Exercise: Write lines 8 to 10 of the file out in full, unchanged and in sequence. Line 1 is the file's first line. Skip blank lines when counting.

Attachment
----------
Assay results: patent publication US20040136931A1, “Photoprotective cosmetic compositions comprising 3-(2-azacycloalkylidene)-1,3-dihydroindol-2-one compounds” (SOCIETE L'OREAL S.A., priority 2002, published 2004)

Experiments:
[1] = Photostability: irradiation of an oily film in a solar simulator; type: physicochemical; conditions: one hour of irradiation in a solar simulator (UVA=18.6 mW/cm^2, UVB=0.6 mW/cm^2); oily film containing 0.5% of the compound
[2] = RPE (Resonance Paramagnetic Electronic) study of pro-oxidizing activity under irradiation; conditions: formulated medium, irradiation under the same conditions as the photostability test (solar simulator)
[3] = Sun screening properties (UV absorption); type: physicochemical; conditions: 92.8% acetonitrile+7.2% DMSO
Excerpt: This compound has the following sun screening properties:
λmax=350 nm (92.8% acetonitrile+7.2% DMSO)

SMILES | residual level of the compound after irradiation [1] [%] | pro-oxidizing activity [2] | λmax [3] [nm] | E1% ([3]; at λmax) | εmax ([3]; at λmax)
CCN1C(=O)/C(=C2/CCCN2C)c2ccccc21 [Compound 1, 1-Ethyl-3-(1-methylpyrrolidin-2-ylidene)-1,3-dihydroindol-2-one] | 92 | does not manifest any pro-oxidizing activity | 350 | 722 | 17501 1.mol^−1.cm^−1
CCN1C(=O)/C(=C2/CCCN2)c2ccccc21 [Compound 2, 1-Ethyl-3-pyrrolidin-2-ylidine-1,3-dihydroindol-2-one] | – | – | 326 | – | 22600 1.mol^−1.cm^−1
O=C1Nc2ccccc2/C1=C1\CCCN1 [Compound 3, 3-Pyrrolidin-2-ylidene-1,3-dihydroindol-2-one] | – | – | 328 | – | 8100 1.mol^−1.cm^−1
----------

SMILES | residual level of the compound after irradiation [1] [%] | pro-oxidizing activity [2] | λmax [3] [nm] | E1% ([3]; at λmax) | εmax ([3]; at λmax)
CCN1C(=O)/C(=C2/CCCN2C)c2ccccc21 [Compound 1, 1-Ethyl-3-(1-methylpyrrolidin-2-ylidene)-1,3-dihydroindol-2-one] | 92 | does not manifest any pro-oxidizing activity | 350 | 722 | 17501 1.mol^−1.cm^−1
CCN1C(=O)/C(=C2/CCCN2)c2ccccc21 [Compound 2, 1-Ethyl-3-pyrrolidin-2-ylidine-1,3-dihydroindol-2-one] | – | – | 326 | – | 22600 1.mol^−1.cm^−1